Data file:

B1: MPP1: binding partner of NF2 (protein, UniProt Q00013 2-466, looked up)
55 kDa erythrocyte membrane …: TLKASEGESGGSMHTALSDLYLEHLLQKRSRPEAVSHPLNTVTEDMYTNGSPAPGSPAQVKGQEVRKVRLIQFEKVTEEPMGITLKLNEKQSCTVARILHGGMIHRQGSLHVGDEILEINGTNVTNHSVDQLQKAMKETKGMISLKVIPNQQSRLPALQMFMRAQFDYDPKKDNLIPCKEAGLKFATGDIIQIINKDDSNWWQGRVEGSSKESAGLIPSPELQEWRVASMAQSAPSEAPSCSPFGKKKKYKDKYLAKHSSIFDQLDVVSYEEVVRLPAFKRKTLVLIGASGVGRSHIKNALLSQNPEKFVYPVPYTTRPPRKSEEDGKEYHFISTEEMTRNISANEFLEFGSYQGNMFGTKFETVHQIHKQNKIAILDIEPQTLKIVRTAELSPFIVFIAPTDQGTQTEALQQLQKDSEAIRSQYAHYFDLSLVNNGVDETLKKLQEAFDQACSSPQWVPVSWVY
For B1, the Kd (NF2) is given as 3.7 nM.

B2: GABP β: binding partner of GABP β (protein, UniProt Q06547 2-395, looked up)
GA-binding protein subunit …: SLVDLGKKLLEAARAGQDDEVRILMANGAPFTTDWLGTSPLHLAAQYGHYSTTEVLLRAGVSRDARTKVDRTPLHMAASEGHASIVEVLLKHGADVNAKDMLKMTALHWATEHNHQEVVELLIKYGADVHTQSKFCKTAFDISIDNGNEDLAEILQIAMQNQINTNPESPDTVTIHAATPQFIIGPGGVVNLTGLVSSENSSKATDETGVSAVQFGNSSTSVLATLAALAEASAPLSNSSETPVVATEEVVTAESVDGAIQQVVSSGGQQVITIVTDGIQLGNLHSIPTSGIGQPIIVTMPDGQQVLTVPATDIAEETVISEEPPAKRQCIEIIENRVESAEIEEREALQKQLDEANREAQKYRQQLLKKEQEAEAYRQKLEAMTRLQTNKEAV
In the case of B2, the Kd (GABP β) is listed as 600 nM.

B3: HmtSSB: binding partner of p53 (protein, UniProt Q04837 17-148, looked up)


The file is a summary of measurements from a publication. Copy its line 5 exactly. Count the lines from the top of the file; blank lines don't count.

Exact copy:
GA-binding protein subunit …: SLVDLGKKLLEAARAGQDDEVRILMANGAPFTTDWLGTSPLHLAAQYGHYSTTEVLLRAGVSRDARTKVDRTPLHMAASEGHASIVEVLLKHGADVNAKDMLKMTALHWATEHNHQEVVELLIKYGADVHTQSKFCKTAFDISIDNGNEDLAEILQIAMQNQINTNPESPDTVTIHAATPQFIIGPGGVVNLTGLVSSENSSKATDETGVSAVQFGNSSTSVLATLAALAEASAPLSNSSETPVVATEEVVTAESVDGAIQQVVSSGGQQVITIVTDGIQLGNLHSIPTSGIGQPIIVTMPDGQQVLTVPATDIAEETVISEEPPAKRQCIEIIENRVESAEIEEREALQKQLDEANREAQKYRQQLLKKEQEAEAYRQKLEAMTRLQTNKEAV